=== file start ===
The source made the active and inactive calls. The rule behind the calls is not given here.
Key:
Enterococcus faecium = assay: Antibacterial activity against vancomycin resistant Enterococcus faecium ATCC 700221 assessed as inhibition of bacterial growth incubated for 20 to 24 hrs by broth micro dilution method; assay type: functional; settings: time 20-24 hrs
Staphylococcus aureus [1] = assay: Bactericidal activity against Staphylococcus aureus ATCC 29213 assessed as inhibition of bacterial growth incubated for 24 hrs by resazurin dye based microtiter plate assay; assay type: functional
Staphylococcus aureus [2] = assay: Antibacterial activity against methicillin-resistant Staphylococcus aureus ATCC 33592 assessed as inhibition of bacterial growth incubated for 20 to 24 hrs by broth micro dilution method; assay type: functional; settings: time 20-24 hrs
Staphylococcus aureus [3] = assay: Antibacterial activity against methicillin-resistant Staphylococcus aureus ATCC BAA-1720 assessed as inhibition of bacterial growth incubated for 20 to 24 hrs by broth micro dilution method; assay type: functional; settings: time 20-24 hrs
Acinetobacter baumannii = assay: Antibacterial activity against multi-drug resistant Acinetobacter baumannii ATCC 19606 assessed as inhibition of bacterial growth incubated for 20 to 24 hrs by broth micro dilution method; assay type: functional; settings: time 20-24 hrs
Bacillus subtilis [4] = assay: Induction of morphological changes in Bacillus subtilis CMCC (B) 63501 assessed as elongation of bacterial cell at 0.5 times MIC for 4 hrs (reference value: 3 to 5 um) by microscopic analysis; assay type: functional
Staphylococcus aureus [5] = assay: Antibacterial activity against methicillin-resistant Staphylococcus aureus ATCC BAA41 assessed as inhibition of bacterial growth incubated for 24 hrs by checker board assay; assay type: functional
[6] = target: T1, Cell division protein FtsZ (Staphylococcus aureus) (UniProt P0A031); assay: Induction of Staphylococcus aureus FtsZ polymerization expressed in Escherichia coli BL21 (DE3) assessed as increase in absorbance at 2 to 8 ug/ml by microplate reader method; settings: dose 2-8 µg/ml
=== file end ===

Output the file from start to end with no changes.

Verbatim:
The source made the active and inactive calls. The rule behind the calls is not given here.
Key:
Enterococcus faecium = assay: Antibacterial activity against vancomycin resistant Enterococcus faecium ATCC 700221 assessed as inhibition of bacterial growth incubated for 20 to 24 hrs by broth micro dilution method; assay type: functional; settings: time 20-24 hrs
Staphylococcus aureus [1] = assay: Bactericidal activity against Staphylococcus aureus ATCC 29213 assessed as inhibition of bacterial growth incubated for 24 hrs by resazurin dye based microtiter plate assay; assay type: functional
Staphylococcus aureus [2] = assay: Antibacterial activity against methicillin-resistant Staphylococcus aureus ATCC 33592 assessed as inhibition of bacterial growth incubated for 20 to 24 hrs by broth micro dilution method; assay type: functional; settings: time 20-24 hrs
Staphylococcus aureus [3] = assay: Antibacterial activity against methicillin-resistant Staphylococcus aureus ATCC BAA-1720 assessed as inhibition of bacterial growth incubated for 20 to 24 hrs by broth micro dilution method; assay type: functional; settings: time 20-24 hrs
Acinetobacter baumannii = assay: Antibacterial activity against multi-drug resistant Acinetobacter baumannii ATCC 19606 assessed as inhibition of bacterial growth incubated for 20 to 24 hrs by broth micro dilution method; assay type: functional; settings: time 20-24 hrs
Bacillus subtilis [4] = assay: Induction of morphological changes in Bacillus subtilis CMCC (B) 63501 assessed as elongation of bacterial cell at 0.5 times MIC for 4 hrs (reference value: 3 to 5 um) by microscopic analysis; assay type: functional
Staphylococcus aureus [5] = assay: Antibacterial activity against methicillin-resistant Staphylococcus aureus ATCC BAA41 assessed as inhibition of bacterial growth incubated for 24 hrs by checker board assay; assay type: functional
[6] = target: T1, Cell division protein FtsZ (Staphylococcus aureus) (UniProt P0A031); assay: Induction of Staphylococcus aureus FtsZ polymerization expressed in Escherichia coli BL21 (DE3) assessed as increase in absorbance at 2 to 8 ug/ml by microplate reader method; settings: dose 2-8 µg/ml